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Ombudsmen advocate for long-term care residents at a distance during COVID-19

Greg Shelley, Program Manager of the Harris County Long-term Care Ombudsman Program at Cizik School of Nursing at UTHealth. (Photo by Sherri Deatherage Green, Cizik School of Nursing)

June 2, 2020

Social isolation necessitated by COVID-19 weighs on everyone, especially older adults and those living with disabilities who may have already felt relatively isolated before the pandemic even started, said Greg Shelley, program manager of the Harris County Long-term Care Ombudsman Program at Cizik School of Nursing at UTHealth. Likewise, the staff and volunteers who are dedicated to advocating for rights, health, and safety of seniors miss face-to-face visits.




Keeping your immune system well-balanced

Moderate exercise boosts the immune system. (Photo credit: Getty Images)

May 21, 2020

After several weeks of closure due to COVID-19, businesses are slowly starting to open back up bringing people out of their homes and in contact with one another. Although social distancing measures are put in place, the concern over contracting the virus still remains. An expert at UTHealth offers tips on ways to balance out the immune system to help minimize the risk of any illness during this worrying time.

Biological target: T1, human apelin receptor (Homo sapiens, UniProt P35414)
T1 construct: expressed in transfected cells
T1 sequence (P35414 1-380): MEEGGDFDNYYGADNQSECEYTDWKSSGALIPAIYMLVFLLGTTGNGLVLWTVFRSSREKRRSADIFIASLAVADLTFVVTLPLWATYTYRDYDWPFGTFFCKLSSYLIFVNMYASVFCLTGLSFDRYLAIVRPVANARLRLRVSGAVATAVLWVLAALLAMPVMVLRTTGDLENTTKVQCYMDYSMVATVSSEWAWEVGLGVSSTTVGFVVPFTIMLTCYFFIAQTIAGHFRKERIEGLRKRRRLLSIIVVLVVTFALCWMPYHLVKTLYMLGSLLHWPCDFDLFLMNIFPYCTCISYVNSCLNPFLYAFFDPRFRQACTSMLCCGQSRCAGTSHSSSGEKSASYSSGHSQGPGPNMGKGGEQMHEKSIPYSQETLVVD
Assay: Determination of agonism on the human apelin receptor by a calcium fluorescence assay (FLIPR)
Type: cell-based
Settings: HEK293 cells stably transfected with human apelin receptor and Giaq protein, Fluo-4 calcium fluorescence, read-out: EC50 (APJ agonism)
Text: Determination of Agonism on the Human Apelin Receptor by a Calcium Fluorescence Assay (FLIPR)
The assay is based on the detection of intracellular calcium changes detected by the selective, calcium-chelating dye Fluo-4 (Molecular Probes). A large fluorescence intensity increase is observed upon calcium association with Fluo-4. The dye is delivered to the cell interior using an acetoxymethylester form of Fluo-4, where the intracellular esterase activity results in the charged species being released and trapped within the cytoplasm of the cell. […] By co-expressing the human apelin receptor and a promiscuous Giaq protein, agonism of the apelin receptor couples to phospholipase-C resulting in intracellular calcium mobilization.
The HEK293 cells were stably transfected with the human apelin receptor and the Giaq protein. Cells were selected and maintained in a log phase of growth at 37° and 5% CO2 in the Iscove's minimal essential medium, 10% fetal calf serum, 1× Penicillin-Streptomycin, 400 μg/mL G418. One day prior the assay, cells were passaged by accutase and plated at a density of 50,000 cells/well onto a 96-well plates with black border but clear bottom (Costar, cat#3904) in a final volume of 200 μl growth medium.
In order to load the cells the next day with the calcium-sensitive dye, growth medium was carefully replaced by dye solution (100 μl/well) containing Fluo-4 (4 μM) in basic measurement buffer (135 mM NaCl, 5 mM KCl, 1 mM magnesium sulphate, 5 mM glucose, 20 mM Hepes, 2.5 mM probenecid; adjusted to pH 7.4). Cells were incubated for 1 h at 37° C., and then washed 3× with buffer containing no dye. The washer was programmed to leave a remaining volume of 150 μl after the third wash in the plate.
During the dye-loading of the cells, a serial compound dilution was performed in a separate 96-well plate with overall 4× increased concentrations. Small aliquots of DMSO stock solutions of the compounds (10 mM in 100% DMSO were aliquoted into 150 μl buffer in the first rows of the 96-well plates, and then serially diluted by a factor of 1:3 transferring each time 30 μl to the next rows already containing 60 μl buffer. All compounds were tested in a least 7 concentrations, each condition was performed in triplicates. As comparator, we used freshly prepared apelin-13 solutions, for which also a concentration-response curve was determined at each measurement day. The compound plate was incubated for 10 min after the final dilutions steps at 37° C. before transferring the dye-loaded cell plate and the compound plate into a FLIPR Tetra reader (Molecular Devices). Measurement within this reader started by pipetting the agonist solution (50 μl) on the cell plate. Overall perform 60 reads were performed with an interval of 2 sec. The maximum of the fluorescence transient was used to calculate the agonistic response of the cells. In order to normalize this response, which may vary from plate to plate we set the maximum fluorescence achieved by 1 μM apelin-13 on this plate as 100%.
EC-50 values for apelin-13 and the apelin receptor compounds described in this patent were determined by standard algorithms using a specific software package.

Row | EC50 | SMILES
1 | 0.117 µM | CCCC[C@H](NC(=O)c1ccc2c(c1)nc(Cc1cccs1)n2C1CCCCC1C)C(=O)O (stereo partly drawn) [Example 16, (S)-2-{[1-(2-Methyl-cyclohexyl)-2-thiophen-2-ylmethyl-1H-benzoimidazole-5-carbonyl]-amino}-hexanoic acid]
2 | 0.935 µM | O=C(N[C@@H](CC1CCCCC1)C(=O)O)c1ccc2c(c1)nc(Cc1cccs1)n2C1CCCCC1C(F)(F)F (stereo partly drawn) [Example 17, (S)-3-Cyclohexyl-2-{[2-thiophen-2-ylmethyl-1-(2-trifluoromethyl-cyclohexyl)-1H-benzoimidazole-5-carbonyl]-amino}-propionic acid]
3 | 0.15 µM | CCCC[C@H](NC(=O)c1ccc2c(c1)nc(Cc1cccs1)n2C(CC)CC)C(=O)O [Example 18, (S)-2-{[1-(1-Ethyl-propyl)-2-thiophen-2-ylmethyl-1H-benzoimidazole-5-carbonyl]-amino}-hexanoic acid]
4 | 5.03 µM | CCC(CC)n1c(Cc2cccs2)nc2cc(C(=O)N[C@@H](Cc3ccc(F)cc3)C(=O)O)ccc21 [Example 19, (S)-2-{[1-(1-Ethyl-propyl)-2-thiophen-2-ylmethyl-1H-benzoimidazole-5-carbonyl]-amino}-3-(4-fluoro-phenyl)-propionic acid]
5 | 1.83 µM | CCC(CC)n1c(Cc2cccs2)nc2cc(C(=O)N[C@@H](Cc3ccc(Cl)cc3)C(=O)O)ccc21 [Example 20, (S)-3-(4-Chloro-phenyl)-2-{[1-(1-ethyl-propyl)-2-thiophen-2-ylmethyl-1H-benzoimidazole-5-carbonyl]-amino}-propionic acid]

Task force raises awareness of the importance childhood vaccinations

A young child receives a scheduled vaccination. (Photo credit: Getty Images)

May 21, 2020

A recent report from the American Academy of Pediatrics shows the rate of children receiving regular vaccinations has dramatically decreased since the COVID-19 outbreak began. When compared to the same time period (mid-March through mid-April), the Centers for Disease Control and Prevention report that physicians ordered nearly 2.5 million fewer doses of all routine non-influenza vaccines and 250,000 fewer doses of measles vaccinations.



Scheduling appointments during COVID-19

Photo of Carman Whiting, MD, primary care physician attending to a patient at UT Physicians Multispecialty-Sienna. (Photo credit: Melissa McDonald/UT Physicians)

May 12, 2020

The Stay Home, Work Safe order has been lifted across the state, but with so much uncertainty still lingering around COVID-19, many patients may be wary of attending their much-needed appointments, potentially putting themselves at risk for worsening their condition.


Scientists and neurosurgeon team up to develop novel imaging device for babies with brain disorders

Photo of Manish N. Shah, MD, holding the patient while the Cap-based Transcranial Optical Tomography captures whole-brain imaging in minutes. (Photo credit: Manish N. Shah, MD)

May 5, 2020

Using night-vision goggle technology, near-infrared light, and high-resolution detectors, a wearable imaging device for awake infants with brain disorders was developed by a team of scientists and a pediatric neurosurgeon at UTHealth. Cap-based Transcranial Optical Tomography (CTOT), which utilizes a cap for the baby’s head, is the first high-resolution, whole-brain functional imaging device that does not require the baby to be put under anesthesia.


Care in the time of COVID-19

Cheryl Yetz and her two working dogs, Candy and Trudie. (Photo provided by Cheryl Yetz)

May 1, 2020

For everyone, the news of COVID-19 seemed unreal and scary. For Cheryl Yetz, it was very real and a threat to her health. With diagnosed lupus and diabetes, Yetz knew just how high-risk she was for severe illness if she contracted the virus.



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